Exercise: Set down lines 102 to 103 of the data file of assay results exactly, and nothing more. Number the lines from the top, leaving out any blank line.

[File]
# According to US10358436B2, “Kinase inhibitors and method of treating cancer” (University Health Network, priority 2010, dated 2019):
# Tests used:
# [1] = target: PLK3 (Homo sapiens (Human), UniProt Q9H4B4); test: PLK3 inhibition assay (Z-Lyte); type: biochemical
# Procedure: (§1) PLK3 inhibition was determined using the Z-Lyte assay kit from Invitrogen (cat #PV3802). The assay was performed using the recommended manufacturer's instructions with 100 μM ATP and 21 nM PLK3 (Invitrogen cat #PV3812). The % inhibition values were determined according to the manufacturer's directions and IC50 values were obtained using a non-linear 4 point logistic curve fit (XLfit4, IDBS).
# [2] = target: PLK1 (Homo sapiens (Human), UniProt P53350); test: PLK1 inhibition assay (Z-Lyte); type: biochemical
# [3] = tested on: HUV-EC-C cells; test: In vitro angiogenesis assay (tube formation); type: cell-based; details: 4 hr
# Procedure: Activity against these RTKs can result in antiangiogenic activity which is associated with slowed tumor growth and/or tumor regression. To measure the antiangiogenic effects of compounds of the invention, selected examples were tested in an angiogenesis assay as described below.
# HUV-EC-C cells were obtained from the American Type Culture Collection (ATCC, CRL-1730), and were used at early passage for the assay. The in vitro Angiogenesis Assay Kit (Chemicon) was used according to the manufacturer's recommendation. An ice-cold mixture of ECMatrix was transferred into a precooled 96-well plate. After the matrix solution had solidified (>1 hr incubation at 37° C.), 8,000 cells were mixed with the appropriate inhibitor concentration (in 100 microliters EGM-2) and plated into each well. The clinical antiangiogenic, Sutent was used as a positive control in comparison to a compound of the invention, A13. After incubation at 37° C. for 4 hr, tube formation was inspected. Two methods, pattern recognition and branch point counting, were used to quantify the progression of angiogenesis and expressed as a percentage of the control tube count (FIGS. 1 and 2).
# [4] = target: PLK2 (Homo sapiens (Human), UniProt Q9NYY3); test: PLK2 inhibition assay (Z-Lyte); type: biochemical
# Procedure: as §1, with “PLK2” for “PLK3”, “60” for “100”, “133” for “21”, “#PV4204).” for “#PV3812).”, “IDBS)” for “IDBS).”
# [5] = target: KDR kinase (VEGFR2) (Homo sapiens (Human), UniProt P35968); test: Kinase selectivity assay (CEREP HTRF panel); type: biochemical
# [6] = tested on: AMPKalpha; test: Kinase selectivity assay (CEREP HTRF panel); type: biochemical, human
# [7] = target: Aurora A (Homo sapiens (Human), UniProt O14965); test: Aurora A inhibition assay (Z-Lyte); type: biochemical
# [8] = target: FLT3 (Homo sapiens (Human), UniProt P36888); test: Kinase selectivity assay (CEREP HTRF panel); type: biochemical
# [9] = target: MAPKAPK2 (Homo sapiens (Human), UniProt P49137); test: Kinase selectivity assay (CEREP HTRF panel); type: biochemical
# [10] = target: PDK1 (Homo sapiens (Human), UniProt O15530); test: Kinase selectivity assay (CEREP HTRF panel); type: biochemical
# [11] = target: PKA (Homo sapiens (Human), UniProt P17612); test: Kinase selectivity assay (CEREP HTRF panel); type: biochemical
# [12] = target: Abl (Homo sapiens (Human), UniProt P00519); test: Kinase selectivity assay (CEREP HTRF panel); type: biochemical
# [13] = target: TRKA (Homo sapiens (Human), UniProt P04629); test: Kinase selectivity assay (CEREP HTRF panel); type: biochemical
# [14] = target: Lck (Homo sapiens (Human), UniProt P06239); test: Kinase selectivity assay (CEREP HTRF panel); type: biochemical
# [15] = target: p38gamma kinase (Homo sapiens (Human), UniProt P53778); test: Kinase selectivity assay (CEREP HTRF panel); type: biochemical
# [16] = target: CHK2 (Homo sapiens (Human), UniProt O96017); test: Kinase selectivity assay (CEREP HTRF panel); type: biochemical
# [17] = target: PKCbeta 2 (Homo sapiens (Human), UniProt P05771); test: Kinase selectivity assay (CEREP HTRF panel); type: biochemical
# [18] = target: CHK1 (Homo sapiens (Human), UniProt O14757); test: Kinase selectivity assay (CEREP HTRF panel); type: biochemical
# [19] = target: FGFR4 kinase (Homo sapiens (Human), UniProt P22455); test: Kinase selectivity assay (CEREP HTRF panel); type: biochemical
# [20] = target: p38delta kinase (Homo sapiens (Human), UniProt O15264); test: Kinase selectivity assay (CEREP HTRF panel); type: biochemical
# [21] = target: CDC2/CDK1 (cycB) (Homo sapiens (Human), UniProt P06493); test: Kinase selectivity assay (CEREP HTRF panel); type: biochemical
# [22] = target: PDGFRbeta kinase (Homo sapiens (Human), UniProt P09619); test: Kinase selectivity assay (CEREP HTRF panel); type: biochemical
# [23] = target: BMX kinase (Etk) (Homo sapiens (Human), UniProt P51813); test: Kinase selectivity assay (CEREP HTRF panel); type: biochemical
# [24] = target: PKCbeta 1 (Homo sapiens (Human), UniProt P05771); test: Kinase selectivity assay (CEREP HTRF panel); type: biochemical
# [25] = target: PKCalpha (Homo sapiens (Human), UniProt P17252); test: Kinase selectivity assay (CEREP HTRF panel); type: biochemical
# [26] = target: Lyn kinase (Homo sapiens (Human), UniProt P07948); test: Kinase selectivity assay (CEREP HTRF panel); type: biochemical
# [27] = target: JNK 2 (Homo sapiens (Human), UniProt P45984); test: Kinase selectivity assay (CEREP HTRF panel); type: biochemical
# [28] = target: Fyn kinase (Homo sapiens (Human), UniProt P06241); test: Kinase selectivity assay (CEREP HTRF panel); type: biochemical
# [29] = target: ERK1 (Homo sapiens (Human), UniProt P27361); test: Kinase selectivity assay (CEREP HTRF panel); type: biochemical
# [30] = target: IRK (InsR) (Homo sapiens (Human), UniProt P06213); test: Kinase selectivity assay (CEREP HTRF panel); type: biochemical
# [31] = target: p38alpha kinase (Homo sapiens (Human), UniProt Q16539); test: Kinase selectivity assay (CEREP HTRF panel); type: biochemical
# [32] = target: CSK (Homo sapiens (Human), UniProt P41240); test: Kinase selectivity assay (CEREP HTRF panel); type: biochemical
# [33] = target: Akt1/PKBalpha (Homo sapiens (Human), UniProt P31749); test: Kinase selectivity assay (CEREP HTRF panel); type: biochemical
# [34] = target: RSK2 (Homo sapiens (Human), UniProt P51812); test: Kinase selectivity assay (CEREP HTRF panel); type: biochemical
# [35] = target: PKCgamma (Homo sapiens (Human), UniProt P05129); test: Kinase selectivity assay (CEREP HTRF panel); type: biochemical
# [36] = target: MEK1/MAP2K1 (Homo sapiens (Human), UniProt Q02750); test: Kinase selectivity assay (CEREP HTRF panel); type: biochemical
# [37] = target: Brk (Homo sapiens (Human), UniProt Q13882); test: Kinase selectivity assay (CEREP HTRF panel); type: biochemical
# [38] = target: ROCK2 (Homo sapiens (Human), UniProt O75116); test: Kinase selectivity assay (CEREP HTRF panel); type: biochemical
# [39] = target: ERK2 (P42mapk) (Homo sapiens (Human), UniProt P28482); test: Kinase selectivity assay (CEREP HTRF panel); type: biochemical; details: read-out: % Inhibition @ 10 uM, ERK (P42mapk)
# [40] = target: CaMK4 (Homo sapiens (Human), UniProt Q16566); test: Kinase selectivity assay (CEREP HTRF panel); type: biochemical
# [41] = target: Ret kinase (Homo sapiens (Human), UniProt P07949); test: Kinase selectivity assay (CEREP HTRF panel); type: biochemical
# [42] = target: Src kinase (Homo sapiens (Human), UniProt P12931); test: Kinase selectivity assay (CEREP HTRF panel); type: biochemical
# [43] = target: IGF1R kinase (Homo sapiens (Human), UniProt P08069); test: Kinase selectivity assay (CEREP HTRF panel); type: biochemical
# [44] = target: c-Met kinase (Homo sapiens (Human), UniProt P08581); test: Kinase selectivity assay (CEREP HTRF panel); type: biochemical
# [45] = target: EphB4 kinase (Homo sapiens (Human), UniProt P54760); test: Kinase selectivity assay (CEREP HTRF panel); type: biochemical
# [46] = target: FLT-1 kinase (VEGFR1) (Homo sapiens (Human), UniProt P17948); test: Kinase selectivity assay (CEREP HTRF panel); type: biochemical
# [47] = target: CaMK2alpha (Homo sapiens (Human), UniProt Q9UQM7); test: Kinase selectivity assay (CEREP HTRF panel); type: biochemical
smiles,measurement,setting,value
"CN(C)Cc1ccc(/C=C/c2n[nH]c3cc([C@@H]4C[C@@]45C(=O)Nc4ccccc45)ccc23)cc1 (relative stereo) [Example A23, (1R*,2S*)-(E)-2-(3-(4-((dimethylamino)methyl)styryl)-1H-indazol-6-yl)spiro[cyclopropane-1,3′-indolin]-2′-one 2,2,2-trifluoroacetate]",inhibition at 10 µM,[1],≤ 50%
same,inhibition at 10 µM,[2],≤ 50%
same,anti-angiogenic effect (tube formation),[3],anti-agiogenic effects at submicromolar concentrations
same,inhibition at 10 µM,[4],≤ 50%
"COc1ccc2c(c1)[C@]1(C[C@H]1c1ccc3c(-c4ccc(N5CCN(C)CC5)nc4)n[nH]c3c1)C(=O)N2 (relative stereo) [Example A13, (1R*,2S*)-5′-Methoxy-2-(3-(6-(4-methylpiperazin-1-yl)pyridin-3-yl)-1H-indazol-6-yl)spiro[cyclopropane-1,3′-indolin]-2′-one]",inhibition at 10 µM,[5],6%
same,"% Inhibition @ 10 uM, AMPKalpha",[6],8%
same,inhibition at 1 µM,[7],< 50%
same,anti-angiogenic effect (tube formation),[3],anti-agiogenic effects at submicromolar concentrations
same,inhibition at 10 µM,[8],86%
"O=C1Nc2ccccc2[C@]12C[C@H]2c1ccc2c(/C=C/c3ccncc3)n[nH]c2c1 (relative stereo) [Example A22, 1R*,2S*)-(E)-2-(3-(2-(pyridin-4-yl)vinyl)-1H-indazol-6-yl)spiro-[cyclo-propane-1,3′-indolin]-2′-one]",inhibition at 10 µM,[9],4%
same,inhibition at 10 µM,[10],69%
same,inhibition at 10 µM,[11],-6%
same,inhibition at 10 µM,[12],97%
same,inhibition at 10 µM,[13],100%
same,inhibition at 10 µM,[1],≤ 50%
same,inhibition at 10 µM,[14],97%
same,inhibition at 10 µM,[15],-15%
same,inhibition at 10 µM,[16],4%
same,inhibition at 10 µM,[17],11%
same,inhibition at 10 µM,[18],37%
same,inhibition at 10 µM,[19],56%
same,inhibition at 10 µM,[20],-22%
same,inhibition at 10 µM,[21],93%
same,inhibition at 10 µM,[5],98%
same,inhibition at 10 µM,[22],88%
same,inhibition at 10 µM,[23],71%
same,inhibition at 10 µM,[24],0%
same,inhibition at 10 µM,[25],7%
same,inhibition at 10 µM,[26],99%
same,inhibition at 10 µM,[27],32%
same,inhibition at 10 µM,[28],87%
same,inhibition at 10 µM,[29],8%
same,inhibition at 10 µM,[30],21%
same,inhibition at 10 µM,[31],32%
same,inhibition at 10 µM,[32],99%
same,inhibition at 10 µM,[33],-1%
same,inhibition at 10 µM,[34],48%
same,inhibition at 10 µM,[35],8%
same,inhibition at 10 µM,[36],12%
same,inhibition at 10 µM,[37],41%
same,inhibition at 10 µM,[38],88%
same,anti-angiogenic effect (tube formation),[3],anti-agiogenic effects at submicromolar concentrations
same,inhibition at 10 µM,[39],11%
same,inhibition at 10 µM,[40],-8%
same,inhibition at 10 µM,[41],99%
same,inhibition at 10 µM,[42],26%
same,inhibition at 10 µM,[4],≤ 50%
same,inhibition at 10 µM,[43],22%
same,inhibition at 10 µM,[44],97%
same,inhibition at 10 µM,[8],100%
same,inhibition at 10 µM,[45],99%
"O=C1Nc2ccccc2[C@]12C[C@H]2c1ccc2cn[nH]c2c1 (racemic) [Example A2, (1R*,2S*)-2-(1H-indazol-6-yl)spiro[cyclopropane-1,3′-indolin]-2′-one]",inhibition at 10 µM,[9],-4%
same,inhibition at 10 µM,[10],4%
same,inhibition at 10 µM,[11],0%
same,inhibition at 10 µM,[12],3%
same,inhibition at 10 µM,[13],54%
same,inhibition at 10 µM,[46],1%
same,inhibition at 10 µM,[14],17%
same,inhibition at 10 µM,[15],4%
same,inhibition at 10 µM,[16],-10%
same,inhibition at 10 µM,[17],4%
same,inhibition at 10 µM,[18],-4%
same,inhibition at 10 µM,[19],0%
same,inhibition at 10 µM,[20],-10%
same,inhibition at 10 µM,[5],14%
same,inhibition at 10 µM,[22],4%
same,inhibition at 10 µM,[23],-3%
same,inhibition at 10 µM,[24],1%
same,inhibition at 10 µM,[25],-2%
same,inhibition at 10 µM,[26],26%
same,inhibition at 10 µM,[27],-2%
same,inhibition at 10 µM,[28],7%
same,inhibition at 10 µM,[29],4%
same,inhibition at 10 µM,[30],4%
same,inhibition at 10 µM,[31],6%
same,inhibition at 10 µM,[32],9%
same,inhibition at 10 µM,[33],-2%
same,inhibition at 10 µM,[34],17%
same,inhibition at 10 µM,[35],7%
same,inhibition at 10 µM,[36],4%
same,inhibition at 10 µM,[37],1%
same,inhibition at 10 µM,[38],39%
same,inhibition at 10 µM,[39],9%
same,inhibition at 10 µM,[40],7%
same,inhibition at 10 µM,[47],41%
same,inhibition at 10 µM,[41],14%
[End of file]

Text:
same,inhibition at 10 µM,[43],22%
same,inhibition at 10 µM,[44],97%